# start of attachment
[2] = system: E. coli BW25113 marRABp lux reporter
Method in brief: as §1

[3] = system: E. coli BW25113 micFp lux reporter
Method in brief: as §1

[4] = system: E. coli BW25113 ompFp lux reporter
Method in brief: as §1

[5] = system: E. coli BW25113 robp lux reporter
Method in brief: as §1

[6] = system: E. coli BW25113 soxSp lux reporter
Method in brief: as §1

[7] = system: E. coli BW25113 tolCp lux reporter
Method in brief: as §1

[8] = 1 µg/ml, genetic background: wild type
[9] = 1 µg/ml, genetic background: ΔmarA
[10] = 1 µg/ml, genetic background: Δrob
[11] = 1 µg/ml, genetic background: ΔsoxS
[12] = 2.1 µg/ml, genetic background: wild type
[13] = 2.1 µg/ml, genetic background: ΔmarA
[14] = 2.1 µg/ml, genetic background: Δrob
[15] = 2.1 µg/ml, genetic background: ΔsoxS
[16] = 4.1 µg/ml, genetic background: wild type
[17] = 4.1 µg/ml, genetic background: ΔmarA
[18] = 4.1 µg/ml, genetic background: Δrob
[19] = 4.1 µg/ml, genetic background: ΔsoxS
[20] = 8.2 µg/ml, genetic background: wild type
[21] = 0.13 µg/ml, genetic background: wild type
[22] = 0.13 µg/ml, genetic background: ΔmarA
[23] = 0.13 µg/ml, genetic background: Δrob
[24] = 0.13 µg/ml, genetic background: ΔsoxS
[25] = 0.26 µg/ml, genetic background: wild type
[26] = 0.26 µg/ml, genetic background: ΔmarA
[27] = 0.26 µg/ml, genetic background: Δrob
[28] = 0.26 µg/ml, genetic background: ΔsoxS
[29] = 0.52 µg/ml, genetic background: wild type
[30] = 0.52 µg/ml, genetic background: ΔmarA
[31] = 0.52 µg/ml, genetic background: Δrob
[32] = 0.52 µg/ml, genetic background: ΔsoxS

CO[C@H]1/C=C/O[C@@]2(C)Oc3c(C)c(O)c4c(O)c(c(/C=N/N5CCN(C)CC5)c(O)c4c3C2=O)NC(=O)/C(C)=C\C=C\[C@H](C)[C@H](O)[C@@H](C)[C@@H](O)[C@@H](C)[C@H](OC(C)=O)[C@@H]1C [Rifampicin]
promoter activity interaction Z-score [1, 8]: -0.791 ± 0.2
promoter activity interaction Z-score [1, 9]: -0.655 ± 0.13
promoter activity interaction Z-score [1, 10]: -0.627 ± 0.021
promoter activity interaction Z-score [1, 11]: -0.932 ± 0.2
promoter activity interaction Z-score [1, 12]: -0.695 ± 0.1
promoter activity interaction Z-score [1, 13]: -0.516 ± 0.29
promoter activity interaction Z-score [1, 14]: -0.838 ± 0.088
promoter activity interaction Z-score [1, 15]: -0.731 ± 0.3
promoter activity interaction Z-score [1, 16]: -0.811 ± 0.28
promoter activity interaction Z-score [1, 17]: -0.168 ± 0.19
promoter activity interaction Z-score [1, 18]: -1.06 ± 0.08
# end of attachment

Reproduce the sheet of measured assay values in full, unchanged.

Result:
[2] = system: E. coli BW25113 marRABp lux reporter
Method in brief: as §1

[3] = system: E. coli BW25113 micFp lux reporter
Method in brief: as §1

[4] = system: E. coli BW25113 ompFp lux reporter
Method in brief: as §1

[5] = system: E. coli BW25113 robp lux reporter
Method in brief: as §1

[6] = system: E. coli BW25113 soxSp lux reporter
Method in brief: as §1

[7] = system: E. coli BW25113 tolCp lux reporter
Method in brief: as §1

[8] = 1 µg/ml, genetic background: wild type
[9] = 1 µg/ml, genetic background: ΔmarA
[10] = 1 µg/ml, genetic background: Δrob
[11] = 1 µg/ml, genetic background: ΔsoxS
[12] = 2.1 µg/ml, genetic background: wild type
[13] = 2.1 µg/ml, genetic background: ΔmarA
[14] = 2.1 µg/ml, genetic background: Δrob
[15] = 2.1 µg/ml, genetic background: ΔsoxS
[16] = 4.1 µg/ml, genetic background: wild type
[17] = 4.1 µg/ml, genetic background: ΔmarA
[18] = 4.1 µg/ml, genetic background: Δrob
[19] = 4.1 µg/ml, genetic background: ΔsoxS
[20] = 8.2 µg/ml, genetic background: wild type
[21] = 0.13 µg/ml, genetic background: wild type
[22] = 0.13 µg/ml, genetic background: ΔmarA
[23] = 0.13 µg/ml, genetic background: Δrob
[24] = 0.13 µg/ml, genetic background: ΔsoxS
[25] = 0.26 µg/ml, genetic background: wild type
[26] = 0.26 µg/ml, genetic background: ΔmarA
[27] = 0.26 µg/ml, genetic background: Δrob
[28] = 0.26 µg/ml, genetic background: ΔsoxS
[29] = 0.52 µg/ml, genetic background: wild type
[30] = 0.52 µg/ml, genetic background: ΔmarA
[31] = 0.52 µg/ml, genetic background: Δrob
[32] = 0.52 µg/ml, genetic background: ΔsoxS

CO[C@H]1/C=C/O[C@@]2(C)Oc3c(C)c(O)c4c(O)c(c(/C=N/N5CCN(C)CC5)c(O)c4c3C2=O)NC(=O)/C(C)=C\C=C\[C@H](C)[C@H](O)[C@@H](C)[C@@H](O)[C@@H](C)[C@H](OC(C)=O)[C@@H]1C [Rifampicin]
promoter activity interaction Z-score [1, 8]: -0.791 ± 0.2
promoter activity interaction Z-score [1, 9]: -0.655 ± 0.13
promoter activity interaction Z-score [1, 10]: -0.627 ± 0.021
promoter activity interaction Z-score [1, 11]: -0.932 ± 0.2
promoter activity interaction Z-score [1, 12]: -0.695 ± 0.1
promoter activity interaction Z-score [1, 13]: -0.516 ± 0.29
promoter activity interaction Z-score [1, 14]: -0.838 ± 0.088
promoter activity interaction Z-score [1, 15]: -0.731 ± 0.3
promoter activity interaction Z-score [1, 16]: -0.811 ± 0.28
promoter activity interaction Z-score [1, 17]: -0.168 ± 0.19
promoter activity interaction Z-score [1, 18]: -1.06 ± 0.08